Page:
Al-Qaeda founder says attacks are 'immoral'

By David Leask
Published Date: 22 February 2009

CHINKS have appeared in the armour of al-Qaeda with one of the terror network's founders launching a vitriolic attack on its methods.

Sayyid Imam al-Sharif lashed out at former ally Osama bin Laden as American rockets rained down on suspected terrorist bases inside Pakistan's troubled frontier with Afghanistan.

The jailed Egyptian radical, better known by his nom de guerre "Dr Fadl", said the 9/11 and other suicide attacks on the West had been "immoral and counterproductive", unleashing horrific retribution on Islamists.

Fadl said: "Ramming America has become the shortest road to fame and leadership among the Arabs and Muslims. But what good is it if you destroy one of your enemy's buildings, and he destroys one of your countries? What good is it if you kill one of his people, and he kills a thousand of yours?"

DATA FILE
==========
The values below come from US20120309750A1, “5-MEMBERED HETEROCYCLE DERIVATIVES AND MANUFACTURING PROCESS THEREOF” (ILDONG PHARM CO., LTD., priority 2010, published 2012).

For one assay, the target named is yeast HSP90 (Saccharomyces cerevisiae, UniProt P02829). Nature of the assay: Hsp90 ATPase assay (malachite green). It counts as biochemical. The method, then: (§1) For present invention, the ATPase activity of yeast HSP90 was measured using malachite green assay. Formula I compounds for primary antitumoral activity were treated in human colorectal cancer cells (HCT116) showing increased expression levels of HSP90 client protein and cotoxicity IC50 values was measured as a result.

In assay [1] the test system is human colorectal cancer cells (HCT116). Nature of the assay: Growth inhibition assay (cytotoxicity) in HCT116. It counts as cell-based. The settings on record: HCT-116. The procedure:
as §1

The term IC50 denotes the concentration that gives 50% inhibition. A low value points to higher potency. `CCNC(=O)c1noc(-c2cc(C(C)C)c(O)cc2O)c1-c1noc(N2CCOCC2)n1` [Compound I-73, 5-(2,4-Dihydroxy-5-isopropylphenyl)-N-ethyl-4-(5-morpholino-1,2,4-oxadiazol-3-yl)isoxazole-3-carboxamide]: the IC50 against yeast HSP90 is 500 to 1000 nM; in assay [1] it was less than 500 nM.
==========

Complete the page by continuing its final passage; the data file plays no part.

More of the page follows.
The convicted terrorist made his remarks in a book published in a notorious Cairo jail, where he is being held by Egyptian authorities. Fadl, who has had some success in deradicalising key terror figures, reserved some of his toughest comments for his one-time deputy in the Egyptian Islamic "resistance", Ayman al-Zawahiri, who he brands a "liar".

Fadl said: "Every drop of blood that was shed or is being shed in Afghanistan and Iraq is the responsibility of Bin Laden and Zawahiri and their followers."

Fadl first recanted his most extreme views two years ago, sparking claims by Zawahiri that his one-time leader had been tortured into submission. Amnesty International has accused Egyptian authorities of mistreating prisoners, but Fadl – in a 200-page rebuttal of Zawahiri's claims – insists he really has changed his mind. His words are believed to reflect growing dissatisfaction with Bin Laden and al-Qaeda among former sympathisers.

Fadl, along with Bin Laden, a Saudi, created al-Qaeda, which means "The Base", in 1988 in the dying years of the Soviet occupation of Afghanistan. His words carry considerable weight with many radicals in Egypt and beyond.